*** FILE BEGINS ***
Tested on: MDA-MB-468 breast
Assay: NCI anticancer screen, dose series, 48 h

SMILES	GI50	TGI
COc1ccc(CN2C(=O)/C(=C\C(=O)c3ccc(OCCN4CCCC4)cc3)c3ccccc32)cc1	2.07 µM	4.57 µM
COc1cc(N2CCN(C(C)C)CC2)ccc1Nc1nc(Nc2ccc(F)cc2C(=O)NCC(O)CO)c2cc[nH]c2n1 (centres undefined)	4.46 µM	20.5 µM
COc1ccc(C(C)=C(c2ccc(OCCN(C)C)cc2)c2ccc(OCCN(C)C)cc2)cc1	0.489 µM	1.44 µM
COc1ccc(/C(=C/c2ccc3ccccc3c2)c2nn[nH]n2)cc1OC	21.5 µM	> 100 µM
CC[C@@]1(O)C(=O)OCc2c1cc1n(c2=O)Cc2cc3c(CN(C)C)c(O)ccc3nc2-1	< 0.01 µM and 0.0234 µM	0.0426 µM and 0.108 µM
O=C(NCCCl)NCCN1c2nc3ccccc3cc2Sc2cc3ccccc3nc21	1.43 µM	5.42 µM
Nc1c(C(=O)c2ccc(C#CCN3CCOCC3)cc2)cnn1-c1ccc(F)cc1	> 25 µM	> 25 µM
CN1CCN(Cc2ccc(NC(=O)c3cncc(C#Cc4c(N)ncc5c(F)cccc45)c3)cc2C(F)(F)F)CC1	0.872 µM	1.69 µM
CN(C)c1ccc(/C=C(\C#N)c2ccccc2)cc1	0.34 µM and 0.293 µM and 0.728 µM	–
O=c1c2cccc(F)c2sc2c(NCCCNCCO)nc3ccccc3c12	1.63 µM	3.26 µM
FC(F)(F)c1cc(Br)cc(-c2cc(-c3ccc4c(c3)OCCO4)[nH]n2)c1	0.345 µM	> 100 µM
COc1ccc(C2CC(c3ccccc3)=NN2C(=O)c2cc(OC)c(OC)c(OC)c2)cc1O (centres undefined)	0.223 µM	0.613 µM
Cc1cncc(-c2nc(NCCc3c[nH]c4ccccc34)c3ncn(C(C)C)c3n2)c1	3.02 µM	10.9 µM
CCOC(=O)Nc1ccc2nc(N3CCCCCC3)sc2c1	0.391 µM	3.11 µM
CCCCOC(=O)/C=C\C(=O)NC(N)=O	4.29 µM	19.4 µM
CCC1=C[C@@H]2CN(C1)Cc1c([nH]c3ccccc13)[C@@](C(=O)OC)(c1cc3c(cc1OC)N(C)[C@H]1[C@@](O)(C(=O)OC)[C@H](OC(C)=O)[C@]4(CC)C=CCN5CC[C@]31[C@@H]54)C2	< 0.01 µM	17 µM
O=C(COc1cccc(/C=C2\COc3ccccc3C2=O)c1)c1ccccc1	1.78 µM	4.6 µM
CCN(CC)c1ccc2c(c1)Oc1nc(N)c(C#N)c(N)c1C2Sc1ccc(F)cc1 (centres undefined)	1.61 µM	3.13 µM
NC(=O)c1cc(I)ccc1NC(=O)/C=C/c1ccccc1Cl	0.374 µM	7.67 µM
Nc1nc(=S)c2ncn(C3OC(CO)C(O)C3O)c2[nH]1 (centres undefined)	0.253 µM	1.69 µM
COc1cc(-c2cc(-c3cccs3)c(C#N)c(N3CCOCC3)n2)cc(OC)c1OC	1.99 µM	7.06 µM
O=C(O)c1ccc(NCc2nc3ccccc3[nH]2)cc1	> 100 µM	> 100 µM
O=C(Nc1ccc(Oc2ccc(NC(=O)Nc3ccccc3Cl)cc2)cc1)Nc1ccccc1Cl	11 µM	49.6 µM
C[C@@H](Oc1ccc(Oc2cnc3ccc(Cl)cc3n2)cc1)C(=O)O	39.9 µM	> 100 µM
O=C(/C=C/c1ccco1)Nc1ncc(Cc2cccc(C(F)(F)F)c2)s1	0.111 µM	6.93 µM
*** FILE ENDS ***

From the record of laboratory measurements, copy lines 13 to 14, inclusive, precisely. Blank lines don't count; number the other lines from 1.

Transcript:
O=c1c2cccc(F)c2sc2c(NCCCNCCO)nc3ccccc3c12	1.63 µM	3.26 µM
FC(F)(F)c1cc(Br)cc(-c2cc(-c3ccc4c(c3)OCCO4)[nH]n2)c1	0.345 µM	> 100 µM